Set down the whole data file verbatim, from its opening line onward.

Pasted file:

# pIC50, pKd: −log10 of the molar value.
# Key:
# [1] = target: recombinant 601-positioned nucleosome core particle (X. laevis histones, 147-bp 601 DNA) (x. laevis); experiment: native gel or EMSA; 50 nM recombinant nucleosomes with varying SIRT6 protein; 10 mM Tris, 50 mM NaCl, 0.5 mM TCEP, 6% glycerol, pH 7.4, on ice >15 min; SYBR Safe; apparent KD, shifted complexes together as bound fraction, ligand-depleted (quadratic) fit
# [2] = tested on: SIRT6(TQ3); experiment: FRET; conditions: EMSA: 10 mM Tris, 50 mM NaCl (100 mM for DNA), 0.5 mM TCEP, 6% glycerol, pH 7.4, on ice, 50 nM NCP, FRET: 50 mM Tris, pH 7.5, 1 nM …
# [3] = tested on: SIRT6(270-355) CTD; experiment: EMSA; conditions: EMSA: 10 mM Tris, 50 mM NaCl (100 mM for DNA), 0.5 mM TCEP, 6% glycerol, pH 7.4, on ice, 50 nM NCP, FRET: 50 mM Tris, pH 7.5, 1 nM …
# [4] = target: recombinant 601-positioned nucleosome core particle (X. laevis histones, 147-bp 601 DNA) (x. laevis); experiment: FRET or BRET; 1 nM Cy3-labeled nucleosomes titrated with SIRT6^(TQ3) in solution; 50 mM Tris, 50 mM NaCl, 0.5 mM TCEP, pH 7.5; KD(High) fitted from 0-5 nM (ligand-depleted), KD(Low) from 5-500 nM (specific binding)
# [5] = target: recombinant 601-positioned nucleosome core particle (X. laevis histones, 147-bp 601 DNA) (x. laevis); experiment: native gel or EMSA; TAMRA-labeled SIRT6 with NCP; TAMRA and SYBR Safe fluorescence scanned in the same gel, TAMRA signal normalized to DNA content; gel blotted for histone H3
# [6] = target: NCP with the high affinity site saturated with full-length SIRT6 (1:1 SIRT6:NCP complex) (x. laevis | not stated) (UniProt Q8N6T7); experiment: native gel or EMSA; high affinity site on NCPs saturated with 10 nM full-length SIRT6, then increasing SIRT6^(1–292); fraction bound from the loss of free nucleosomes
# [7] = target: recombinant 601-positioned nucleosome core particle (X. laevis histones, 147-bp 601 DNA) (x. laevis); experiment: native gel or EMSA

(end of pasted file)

# pIC50, pKd: −log10 of the molar value.
# Key:
# [1] = target: recombinant 601-positioned nucleosome core particle (X. laevis histones, 147-bp 601 DNA) (x. laevis); experiment: native gel or EMSA; 50 nM recombinant nucleosomes with varying SIRT6 protein; 10 mM Tris, 50 mM NaCl, 0.5 mM TCEP, 6% glycerol, pH 7.4, on ice >15 min; SYBR Safe; apparent KD, shifted complexes together as bound fraction, ligand-depleted (quadratic) fit
# [2] = tested on: SIRT6(TQ3); experiment: FRET; conditions: EMSA: 10 mM Tris, 50 mM NaCl (100 mM for DNA), 0.5 mM TCEP, 6% glycerol, pH 7.4, on ice, 50 nM NCP, FRET: 50 mM Tris, pH 7.5, 1 nM …
# [3] = tested on: SIRT6(270-355) CTD; experiment: EMSA; conditions: EMSA: 10 mM Tris, 50 mM NaCl (100 mM for DNA), 0.5 mM TCEP, 6% glycerol, pH 7.4, on ice, 50 nM NCP, FRET: 50 mM Tris, pH 7.5, 1 nM …
# [4] = target: recombinant 601-positioned nucleosome core particle (X. laevis histones, 147-bp 601 DNA) (x. laevis); experiment: FRET or BRET; 1 nM Cy3-labeled nucleosomes titrated with SIRT6^(TQ3) in solution; 50 mM Tris, 50 mM NaCl, 0.5 mM TCEP, pH 7.5; KD(High) fitted from 0-5 nM (ligand-depleted), KD(Low) from 5-500 nM (specific binding)
# [5] = target: recombinant 601-positioned nucleosome core particle (X. laevis histones, 147-bp 601 DNA) (x. laevis); experiment: native gel or EMSA; TAMRA-labeled SIRT6 with NCP; TAMRA and SYBR Safe fluorescence scanned in the same gel, TAMRA signal normalized to DNA content; gel blotted for histone H3
# [6] = target: NCP with the high affinity site saturated with full-length SIRT6 (1:1 SIRT6:NCP complex) (x. laevis | not stated) (UniProt Q8N6T7); experiment: native gel or EMSA; high affinity site on NCPs saturated with 10 nM full-length SIRT6, then increasing SIRT6^(1–292); fraction bound from the loss of free nucleosomes
# [7] = target: recombinant 601-positioned nucleosome core particle (X. laevis histones, 147-bp 601 DNA) (x. laevis); experiment: native gel or EMSA